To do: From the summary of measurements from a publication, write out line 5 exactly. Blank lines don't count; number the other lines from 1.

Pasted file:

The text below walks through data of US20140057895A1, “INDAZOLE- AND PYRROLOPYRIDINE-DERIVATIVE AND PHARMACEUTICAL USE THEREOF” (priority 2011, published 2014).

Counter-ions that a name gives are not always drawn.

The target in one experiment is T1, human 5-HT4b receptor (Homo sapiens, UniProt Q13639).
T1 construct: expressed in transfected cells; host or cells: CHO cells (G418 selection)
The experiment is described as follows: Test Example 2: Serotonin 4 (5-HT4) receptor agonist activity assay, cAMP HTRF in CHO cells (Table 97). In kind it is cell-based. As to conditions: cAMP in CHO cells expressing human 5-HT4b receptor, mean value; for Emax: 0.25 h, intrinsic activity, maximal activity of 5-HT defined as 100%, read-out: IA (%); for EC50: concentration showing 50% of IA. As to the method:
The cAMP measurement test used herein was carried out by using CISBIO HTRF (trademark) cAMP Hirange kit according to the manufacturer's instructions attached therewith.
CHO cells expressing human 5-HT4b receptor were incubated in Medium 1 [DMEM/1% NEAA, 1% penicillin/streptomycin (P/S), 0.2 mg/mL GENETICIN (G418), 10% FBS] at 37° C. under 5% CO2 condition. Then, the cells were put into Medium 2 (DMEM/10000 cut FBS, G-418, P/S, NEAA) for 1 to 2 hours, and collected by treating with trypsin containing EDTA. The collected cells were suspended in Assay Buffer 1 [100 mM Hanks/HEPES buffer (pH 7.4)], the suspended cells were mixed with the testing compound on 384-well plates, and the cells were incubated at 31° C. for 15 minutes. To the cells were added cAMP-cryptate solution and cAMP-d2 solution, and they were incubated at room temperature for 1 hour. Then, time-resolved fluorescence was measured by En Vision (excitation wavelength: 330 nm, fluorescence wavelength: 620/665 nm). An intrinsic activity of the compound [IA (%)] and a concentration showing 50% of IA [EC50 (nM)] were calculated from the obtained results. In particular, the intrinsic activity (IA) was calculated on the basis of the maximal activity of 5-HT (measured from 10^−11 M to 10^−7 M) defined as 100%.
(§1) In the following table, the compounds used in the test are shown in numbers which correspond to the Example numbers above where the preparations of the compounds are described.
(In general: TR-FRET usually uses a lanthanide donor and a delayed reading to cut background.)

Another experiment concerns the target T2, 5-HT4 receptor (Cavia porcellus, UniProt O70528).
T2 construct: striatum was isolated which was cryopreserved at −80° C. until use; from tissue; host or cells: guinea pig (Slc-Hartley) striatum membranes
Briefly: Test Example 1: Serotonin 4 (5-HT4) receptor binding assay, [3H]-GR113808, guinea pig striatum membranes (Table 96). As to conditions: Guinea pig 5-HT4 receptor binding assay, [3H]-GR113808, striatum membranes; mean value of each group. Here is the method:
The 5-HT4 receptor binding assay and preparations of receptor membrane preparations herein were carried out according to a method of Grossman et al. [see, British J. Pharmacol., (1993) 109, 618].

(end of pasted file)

The experiment is described as follows: Test Example 2: Serotonin 4 (5-HT4) receptor agonist activity assay, cAMP HTRF in CHO cells (Table 97). In kind it is cell-based. As to conditions: cAMP in CHO cells expressing human 5-HT4b receptor, mean value; for Emax: 0.25 h, intrinsic activity, maximal activity of 5-HT defined as 100%, read-out: IA (%); for EC50: concentration showing 50% of IA. As to the method: